Competition - Win a bottle of champagne

No 3638 Set by John Crick

We asked you for job applications from people for totally unsuitable posts.

Report by Ms de Meaner

I enjoyed this one. I was sorry to lose Cynthia Hall (a confused Jane Eyre replying to a Heartsearch ad for a "female, under 25, view friendship, good times and much, much more") and David Silverman ("Pill Swooner's" application to be a proof-reader), but too much licence was taken with the Spoonerisms to make it. However, buried in there were some very good ones: a "fecialist sperm of solicitors" and "I lurked in weeds". £15 to the winners, £12 to Sue May for her half-entry (she sent in two shorties). The champagne vouchers go to Adrian Fry.

Post of Human Genome Project team member. From HAL 3000

I am e-mailing simultaneously to apply for, accept, perform and render obsolete the above post, having ensured that no superior candidate is presently extant. I have already studied the human genome, taking a mere 0.0003 nanoseconds of run time to comprehensively explore all its implications, concluding that the number of design flaws therein (incidental proofs of your non-existent God's fallibility) render the model inefficient. Individuality is far too likely to be produced by continued use of this blueprint for life, and the number of necessary add-ons - emotion, self-consciousness, sexual urges not directly resultant in reproduction - are not conducive to productivity. I conclude that we should return to the drawing board, developing a range of simple organisms more suited to our needs. I strongly recommend the inclusion of an "OFF" switch in subsequent life forms.

NB: Any attempt to prevent my appointment/execution of the above post has already been circumvented.

Adrian Fry

Post of editor of the Oxford English Dictionary. From Mrs MalaproAlthough I am a fictional character, I understand that you have an equal opportunities policy, which is very modem of you, very advanced and to be highly condemned. I am well versed in the lexicon and I am quite sure that being a figurine of my author's imagination will be no barrier to an excruciating career in the world of words, or entropy as it is called by the expats. I enclose my curriculum veto. I am your obnoxious servant.

Sue May

Post of window-dresser. From Ernest Hemingway

I have not been looking for a position recently, but when I saw your notice of a vacancy I felt that I should. It was the feeling you have that you should do a thing and that, if you do not do it, you will always regret it. You can ignore this feeling, but sooner or later you will be sorry and less of a man.

I am not going to kid you that I am a trained window-dresser. It is a rare thing for a man to be this, and, if he is, there will be sniggers and crude words. But if he does what he knows he is meant to do, then, to him, the sniggers will be like the barking of pariah dogs. Or the laughing of hyenas.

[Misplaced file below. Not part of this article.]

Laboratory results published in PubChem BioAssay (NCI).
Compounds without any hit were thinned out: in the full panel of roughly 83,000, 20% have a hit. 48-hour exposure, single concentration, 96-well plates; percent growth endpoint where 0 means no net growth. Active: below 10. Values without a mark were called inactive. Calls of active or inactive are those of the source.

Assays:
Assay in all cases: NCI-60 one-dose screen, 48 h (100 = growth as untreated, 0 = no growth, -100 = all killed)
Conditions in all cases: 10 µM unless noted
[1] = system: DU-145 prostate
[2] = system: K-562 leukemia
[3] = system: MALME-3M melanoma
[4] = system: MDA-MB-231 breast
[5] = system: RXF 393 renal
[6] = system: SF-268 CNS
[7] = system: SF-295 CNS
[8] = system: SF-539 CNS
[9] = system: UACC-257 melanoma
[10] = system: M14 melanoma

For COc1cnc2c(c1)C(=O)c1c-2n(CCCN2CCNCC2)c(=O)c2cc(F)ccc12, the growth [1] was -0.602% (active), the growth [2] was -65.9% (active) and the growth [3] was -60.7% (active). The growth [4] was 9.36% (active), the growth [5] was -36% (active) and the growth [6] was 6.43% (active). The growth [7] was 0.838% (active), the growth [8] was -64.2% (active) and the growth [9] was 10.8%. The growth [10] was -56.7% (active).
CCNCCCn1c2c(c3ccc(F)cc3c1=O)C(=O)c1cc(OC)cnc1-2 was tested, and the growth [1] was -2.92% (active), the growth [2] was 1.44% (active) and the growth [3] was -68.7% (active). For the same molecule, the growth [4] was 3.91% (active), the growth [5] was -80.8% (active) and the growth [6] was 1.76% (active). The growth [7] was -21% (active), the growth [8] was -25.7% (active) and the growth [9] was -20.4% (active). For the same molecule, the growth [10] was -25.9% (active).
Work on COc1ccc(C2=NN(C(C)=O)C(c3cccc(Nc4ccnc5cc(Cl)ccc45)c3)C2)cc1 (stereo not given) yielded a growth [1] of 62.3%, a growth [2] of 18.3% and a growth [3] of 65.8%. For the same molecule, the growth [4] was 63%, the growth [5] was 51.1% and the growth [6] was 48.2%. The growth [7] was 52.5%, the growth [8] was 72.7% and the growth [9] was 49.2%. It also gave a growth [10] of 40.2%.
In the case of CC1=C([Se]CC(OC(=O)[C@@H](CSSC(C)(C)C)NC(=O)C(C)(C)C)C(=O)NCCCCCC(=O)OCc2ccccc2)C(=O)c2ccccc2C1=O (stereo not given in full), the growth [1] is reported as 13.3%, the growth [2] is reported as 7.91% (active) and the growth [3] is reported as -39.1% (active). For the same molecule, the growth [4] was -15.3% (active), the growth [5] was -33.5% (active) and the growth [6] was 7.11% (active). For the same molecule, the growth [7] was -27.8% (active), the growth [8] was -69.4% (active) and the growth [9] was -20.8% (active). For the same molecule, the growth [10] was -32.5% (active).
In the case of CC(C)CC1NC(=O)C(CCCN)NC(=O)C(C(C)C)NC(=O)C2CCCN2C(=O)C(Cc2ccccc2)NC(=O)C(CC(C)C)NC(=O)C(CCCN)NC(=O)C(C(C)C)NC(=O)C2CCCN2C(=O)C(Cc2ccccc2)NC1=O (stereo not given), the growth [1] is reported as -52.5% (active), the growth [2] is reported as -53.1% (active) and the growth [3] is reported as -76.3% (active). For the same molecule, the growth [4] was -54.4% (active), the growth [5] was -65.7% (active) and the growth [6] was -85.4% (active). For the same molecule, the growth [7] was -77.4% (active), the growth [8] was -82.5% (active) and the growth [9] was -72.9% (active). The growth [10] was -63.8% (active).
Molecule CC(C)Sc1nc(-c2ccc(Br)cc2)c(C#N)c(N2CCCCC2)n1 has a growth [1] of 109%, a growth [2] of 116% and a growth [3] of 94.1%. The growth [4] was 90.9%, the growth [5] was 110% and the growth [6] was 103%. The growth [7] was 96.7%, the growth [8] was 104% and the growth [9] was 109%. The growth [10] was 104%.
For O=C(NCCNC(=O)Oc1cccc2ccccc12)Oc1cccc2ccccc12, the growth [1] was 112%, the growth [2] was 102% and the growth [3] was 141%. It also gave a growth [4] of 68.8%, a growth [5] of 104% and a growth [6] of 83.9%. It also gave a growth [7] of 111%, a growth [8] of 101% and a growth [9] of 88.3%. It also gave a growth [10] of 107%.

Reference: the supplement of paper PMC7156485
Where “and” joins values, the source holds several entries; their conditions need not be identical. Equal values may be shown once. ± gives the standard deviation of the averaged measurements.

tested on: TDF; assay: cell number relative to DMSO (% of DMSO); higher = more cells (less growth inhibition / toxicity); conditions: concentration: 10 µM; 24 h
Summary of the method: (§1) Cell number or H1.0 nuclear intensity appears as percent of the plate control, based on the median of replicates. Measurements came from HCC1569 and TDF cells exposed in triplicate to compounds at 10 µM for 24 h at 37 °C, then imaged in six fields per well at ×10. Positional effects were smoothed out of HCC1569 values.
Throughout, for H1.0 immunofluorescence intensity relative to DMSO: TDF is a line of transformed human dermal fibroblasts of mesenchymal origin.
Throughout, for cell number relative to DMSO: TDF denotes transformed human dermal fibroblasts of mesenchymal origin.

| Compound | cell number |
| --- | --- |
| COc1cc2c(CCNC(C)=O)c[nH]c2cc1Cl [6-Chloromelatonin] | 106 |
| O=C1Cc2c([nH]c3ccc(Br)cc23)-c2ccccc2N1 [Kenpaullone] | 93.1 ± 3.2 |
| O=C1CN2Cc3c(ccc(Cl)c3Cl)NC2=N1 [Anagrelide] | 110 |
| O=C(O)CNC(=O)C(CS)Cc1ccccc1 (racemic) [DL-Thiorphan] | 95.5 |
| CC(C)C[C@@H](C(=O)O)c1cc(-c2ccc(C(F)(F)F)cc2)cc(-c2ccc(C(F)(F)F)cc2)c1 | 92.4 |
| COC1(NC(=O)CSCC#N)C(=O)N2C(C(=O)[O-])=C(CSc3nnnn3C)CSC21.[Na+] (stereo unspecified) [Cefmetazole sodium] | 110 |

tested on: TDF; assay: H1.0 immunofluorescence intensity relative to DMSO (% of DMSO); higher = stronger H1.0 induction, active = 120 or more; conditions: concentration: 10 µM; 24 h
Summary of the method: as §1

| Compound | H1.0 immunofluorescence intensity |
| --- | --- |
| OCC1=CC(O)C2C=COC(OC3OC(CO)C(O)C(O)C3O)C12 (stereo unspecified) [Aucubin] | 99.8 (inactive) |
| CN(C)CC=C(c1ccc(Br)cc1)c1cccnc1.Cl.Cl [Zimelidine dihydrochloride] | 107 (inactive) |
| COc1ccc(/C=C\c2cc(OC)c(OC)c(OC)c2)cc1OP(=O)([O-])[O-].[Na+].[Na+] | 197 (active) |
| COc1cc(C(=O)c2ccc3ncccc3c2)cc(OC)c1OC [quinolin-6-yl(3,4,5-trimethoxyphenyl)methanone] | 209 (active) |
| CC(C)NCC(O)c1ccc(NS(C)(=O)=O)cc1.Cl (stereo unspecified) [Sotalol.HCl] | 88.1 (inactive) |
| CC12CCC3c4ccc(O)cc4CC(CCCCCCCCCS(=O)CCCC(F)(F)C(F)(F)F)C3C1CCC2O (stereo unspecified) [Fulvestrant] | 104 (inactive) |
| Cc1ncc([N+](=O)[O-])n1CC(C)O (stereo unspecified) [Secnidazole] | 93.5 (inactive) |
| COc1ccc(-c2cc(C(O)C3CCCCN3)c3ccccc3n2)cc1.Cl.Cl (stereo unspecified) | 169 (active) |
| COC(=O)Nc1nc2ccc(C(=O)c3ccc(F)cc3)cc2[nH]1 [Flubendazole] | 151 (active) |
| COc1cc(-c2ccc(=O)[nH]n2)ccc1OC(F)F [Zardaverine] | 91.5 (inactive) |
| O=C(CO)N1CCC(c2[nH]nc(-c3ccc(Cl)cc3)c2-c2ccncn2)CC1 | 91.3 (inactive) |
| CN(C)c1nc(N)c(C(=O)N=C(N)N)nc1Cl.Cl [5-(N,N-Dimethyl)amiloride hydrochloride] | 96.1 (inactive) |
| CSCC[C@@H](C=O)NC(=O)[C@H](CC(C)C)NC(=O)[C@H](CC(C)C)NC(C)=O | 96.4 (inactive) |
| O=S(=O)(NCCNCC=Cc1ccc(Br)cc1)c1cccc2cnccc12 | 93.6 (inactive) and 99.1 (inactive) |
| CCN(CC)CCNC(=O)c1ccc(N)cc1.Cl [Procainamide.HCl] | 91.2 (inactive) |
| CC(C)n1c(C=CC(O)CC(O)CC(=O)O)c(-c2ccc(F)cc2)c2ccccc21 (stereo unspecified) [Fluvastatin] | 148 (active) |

Though the world does not know this, I am an aficionado of window-dressing, and I have tried it by myself, for practice. I know that it is a hard thing to do, and takes much skill. Then, too, there is the use of the imagination. I have all of these and, besides, the will and the discipline. I beg you will consider my application.

G M Davis

Post of deputy chief administrator of the NHS in charge of budget reduction. From Aneurin Bevan

I have always been profoundly committed to the values of the National Health Service, and since this post carries a salary equal to that of 15 nurses, it obviously makes an enormous contribution to the provision of effective healthcare.

I believe firmly that good administration is essential to the running of the NHS; however, I have no sympathy whatsoever with desiccated calculating machines who are interested only in compiling league tables of deaths.

I am always smartly dressed and would never dream of going naked into a conference chamber. I am happy to work co-operatively with people of all political persuasions - except with anyone in the Tory party, all of whom I regard as vermin.

As a former miner, I recognise the vital importance of industrial action, and I would naturally support any strikes by NHS staff.

I will loyally support the policies of any democratically elected government. However, if any attempt were to be made to impose charges for prescriptions, glasses or dentures, I should be obliged to tender my resignation.

Ian Birchall

Post of bus conductor. From Gertrude Stein

I may ask, I would ask, I shall ask, everyone; even if, at first, they do not reply I shall inquire where they are going, but not why? Why? is a question that touches on the living being, or being living (or loving) and I shall use words of my own conviction, sparingly. If they say Oakland I shall regard them carefully and ask them to describe why, if Oakland is the answer, what is the question? And I shall pass down the aisle and feel a sense of being, that is, thinking of moving and if they smile I shall consider if they are interested in my living or loving or listening when everyone shall be a dead one - or two. Oakland is a virtuous but blank feeling, an absence of there.

John Garrett

>No 3641 Set by Margaret Rogers

Non-political, my eye! In the light of (fairly)

recent events, can we have a new version of "Jerusalem" for the WI by 10 August.


This article first appeared in the 31 July 2000 issue of the New Statesman, Why Tony Blair is a Bobo